Neuroscience Majors who properly submit their application materials for the 4+1 Program in Neuroscience will have their application materials reviewed by the Neuroscience Admissions Committee comprised of the Behavioral Neuroscience Faculty who, in turn, make a recommendation to the Director of Graduate Education in the Department of Psychological and Brain Sciences for final approval of admission. Applicants are generally notified of their admission status within 30 days of their application. One should note however that: a) admission is competitive, so meeting the minimal requirements for admission will not guarantee admission, and b) junior year admission to the 4+1 Program in Neuroscience is provisional until the applicant satisfies his or her Senior Year Evaluation as per below. The GRE is not required for admission to the 4+1 Program in Neuroscience. However, applicants who are not U.S. citizens or permanent residents must complete the Test of English as a Foreign Language (TOEFL) with a score of 550 or higher on the paper-based test or 79 or higher on the Internet-based test. Previous education, training, or residence in the U.S. does not exempt foreign nationals from these requirements. Applicants who need further training in English prior to attending graduate school may apply for admission through the University of Delaware English Language Institute's Conditional Admission Program.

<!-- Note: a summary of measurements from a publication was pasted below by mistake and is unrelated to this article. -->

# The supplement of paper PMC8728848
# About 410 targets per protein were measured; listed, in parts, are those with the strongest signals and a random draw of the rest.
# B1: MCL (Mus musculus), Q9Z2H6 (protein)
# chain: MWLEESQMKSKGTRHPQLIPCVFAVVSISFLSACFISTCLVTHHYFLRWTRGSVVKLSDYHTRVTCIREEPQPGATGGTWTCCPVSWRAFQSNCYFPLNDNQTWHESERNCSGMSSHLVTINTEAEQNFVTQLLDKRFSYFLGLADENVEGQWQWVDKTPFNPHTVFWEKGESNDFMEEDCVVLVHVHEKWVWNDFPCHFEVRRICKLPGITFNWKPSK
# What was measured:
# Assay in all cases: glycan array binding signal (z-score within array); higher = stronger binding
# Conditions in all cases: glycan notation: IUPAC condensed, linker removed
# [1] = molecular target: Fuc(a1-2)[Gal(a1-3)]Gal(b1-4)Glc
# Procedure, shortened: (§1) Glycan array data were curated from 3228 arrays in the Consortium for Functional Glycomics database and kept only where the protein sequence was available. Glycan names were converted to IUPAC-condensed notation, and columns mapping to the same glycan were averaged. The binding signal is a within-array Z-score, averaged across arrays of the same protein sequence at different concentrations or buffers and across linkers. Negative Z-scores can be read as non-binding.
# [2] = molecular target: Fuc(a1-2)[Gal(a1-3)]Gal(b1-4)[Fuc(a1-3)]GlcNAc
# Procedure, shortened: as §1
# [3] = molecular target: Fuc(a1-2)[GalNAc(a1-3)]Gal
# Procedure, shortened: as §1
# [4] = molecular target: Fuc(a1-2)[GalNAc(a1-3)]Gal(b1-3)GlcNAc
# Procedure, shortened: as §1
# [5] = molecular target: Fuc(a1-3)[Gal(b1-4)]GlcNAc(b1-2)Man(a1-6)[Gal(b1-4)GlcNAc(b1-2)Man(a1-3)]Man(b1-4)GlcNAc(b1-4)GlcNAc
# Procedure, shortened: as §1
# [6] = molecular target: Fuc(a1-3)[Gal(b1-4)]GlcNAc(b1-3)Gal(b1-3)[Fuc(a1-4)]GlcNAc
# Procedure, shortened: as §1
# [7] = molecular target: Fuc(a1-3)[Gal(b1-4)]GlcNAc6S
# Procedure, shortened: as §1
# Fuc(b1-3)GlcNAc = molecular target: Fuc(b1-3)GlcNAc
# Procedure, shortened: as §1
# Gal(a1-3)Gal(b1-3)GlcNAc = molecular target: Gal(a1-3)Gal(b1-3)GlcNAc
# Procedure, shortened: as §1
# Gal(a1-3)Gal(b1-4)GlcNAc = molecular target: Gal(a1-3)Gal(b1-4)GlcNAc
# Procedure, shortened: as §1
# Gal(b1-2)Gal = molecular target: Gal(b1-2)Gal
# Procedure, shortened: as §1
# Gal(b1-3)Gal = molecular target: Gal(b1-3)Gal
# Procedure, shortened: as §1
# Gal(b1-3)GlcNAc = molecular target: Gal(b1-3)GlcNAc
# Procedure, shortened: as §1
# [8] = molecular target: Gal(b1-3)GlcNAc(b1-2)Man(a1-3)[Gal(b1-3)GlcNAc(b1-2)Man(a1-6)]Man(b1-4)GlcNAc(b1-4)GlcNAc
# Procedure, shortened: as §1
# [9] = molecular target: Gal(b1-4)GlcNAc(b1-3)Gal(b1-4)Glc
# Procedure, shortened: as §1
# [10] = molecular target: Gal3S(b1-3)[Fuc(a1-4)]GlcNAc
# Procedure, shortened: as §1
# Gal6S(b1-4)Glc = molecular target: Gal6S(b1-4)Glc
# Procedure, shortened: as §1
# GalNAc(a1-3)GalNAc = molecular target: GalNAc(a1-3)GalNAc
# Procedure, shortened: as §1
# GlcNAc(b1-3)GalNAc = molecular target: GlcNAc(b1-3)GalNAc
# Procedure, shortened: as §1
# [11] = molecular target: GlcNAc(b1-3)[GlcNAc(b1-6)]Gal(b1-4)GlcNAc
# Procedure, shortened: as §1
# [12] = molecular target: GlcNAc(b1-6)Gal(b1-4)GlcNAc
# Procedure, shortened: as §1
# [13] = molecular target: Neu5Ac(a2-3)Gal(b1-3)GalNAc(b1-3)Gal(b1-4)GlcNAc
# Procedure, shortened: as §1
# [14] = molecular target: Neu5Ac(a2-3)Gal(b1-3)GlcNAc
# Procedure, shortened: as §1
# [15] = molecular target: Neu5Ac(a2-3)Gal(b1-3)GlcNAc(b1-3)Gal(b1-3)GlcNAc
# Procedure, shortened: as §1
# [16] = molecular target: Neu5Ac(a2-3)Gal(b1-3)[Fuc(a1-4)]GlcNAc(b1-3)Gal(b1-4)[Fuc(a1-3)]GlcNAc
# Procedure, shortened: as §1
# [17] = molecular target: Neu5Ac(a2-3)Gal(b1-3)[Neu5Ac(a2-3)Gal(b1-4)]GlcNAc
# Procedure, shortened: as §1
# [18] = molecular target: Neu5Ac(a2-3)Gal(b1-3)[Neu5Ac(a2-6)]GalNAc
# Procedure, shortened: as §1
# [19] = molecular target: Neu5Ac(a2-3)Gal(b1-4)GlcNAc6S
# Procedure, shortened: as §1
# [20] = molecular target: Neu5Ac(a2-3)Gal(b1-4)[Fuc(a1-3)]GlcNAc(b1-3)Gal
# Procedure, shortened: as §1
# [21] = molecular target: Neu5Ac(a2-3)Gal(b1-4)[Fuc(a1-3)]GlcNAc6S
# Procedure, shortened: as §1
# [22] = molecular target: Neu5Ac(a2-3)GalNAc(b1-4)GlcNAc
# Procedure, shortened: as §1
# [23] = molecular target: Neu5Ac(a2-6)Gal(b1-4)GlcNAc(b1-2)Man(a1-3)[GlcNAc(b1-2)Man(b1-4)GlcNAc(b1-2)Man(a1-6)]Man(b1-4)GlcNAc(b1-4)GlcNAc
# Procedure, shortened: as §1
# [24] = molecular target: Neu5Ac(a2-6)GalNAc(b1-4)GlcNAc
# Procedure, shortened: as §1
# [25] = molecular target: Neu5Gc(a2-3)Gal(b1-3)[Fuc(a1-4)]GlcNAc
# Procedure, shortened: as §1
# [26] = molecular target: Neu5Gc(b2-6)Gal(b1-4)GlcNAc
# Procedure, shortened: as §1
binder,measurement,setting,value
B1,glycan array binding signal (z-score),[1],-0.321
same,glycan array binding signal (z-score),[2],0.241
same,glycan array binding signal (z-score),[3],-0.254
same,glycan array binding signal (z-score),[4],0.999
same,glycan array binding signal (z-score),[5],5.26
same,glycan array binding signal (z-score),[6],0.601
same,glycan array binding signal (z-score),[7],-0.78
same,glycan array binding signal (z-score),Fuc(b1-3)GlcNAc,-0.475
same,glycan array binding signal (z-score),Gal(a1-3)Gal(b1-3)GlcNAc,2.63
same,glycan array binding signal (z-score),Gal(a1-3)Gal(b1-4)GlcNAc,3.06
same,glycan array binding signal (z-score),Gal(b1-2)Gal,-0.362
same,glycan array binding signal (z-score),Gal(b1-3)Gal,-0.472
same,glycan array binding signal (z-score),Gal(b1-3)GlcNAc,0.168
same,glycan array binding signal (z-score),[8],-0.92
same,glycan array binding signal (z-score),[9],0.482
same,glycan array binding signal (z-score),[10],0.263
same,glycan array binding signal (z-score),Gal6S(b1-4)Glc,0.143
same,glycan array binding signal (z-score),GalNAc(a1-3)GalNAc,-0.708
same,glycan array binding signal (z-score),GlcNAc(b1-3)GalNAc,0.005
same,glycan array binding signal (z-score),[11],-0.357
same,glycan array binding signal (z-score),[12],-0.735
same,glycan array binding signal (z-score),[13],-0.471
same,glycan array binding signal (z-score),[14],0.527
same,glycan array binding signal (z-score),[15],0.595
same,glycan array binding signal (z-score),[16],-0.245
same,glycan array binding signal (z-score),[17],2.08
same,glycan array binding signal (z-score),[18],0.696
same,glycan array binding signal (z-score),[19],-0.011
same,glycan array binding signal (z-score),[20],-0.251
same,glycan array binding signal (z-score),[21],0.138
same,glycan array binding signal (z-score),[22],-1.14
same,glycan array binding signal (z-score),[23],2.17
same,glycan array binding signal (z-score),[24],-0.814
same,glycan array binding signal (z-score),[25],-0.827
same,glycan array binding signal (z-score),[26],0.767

Senior Year Evaluation
Students provisionally enrolled in the 4+1 Program in Neuroscience must maintain at least a 3.25 GPA in their Neuroscience courses through the first semester of their senior year, and must be reevaluated by the admissions committee the beginning of the second semester of their senior year. This evaluation, which is based on GPA and level of senior year research engagement, is conducted by the Director of the 4+1 Program in Neuroscience in consultation with the student's 4+1 mentor, and is subject to final approval by the Director of Graduate Studies in the Department of Psychological and Brain Studies. Students who are permitted to continue in the 4+1 Program must be eligible to receive their BS Degree in Neuroscience from the University of Delaware at the end of their senior year, and must immediately complete an online application to the School of Graduate Studies at the following address: http://www.udel.edu/gradoffice/apply/index.html. The latter is necessary to allow one to be promoted to graduate student status so one can register for the required Summer Research Residency and Fifth Year of Graduate Studies. For students who are granted permission to continue, this final application procedure, albeit required, is largely a formality.
Senior Year Research